I have been in a tenure-track position for 3 years and am going back on the job market. Would I be expected to "explain" why I am leaving, especially when it is pre-tenure? I suspect that a search committee might think I'm leaving because I felt in danger of not receiving tenure -- that is not the case here. However, my reasons for leaving stem from a two-body problem that I'd prefer not to disclose until after an offer is made.

A more concrete way of asking: how should the application cover letter look different, coming from someone currently holding a faculty position compared to a newly minted PhD?

  • 4
    Faculty move all the time. Sometimes it is because of personnel issues, sometimes because of divorce, and sometimes people just get sick of the town they're in and are convinced the grass is greener on the other side of the country. You don't need to give a reason until the job talk dinner when you'll be plied with alcohol and encouraged to reveal all. Remember: most schools think that they're the best, so from their perspective you're applying UP. :-)
    – RoboKaren
    Commented Jul 30, 2014 at 20:11

2 Answers 2


It's not uncommon for people to move because of two-body issues, and if you're not comfortable disclosing the specific reasons, one possibility is to mention (at interview time) that you have non-academic constraints that force your departure from a place that you like.

Having said that, you're not going to get an interview call unless you're a superstar and everyone wants you OR you have some positive argument for why you're interested in a particular university. So in your cover letter you'll at least need to provide some positive reasons.

  • 2
    Thanks Suresh. My impression is that it cannot help me (and can possibly hurt me) to reveal a two-body constraint before an offer is made.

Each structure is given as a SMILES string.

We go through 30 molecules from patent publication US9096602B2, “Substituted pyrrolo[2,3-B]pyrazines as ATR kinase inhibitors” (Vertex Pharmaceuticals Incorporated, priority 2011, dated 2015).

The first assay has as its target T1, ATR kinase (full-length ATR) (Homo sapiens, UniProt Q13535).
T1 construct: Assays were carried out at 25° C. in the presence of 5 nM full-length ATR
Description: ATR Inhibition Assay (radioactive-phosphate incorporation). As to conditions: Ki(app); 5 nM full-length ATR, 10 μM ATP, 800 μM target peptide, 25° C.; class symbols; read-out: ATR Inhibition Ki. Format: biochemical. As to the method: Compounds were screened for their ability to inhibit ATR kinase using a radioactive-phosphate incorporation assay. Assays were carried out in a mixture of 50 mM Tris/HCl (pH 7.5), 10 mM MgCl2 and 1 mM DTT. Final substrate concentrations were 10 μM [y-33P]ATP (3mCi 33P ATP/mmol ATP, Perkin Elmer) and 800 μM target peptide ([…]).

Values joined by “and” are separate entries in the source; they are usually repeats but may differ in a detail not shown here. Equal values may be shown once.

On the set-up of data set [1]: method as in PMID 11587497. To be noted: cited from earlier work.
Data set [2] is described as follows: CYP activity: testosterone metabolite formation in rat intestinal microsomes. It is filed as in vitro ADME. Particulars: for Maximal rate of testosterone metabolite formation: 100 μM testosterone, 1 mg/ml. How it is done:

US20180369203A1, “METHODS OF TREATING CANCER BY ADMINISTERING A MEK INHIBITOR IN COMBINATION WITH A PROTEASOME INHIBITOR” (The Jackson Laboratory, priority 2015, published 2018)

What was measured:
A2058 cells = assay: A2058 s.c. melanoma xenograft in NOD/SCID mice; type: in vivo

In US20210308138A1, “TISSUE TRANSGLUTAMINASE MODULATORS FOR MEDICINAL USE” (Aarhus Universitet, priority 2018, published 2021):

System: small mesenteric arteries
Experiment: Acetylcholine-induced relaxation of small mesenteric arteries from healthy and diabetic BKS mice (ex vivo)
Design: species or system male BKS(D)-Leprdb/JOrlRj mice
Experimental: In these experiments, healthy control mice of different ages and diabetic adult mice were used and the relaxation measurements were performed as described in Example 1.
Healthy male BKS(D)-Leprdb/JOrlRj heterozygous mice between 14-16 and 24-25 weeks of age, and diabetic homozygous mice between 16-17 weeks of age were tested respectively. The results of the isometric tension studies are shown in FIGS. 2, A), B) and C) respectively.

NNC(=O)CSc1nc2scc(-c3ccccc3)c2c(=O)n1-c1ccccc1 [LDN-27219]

– anonymike
    Commented Sep 13, 2012 at 2:33
  • 1
    That depends on the two-body situation. If you're applying for a position in the same city as your partner who already has a stable position in that city, that's a reason for moving that wouldn't create any issues for your new employer. If you're trying to create a situation where the new employer hires both you and your partner, then yes, you'll want to avoid revealing that until you have an offer. Commented Apr 20, 2019 at 15:45

Just watched a friend do this, with a two body problem. His line: the place he was at was a good fit, tenure was all but assured, BUT he was convinced the place he was interviewing was enough a superior fit to consider a pre-tenure jump. He would always fall back to that line of flattery. He and his husband were hired, after the usual two body drama; meaningless counteroffers, offers of a later position opening, etc.

  • could you be more precise on the last two sentences? Commented Feb 22, 2021 at 17:03
  • Sure: universities lie to get 2 bodies for the price of 1. The spousal hire is always 'later' and they can provide some other thing that is not that person's hire right now, and surely the hire will come. It will be opening next year and the spouse is an excellent fit and it is all lies and good intentions. The way to get the spousal hire is to hold out for it, and it alone. You must force your new dean to go out and argue on your behalf for the hire of your spouse. You must ignore the lies, politely. I have watched this happen many times. I do not miss this. Commented Dec 16, 2021 at 3:58

You must log in to answer this question.

Not the answer you're looking for? Browse other questions tagged .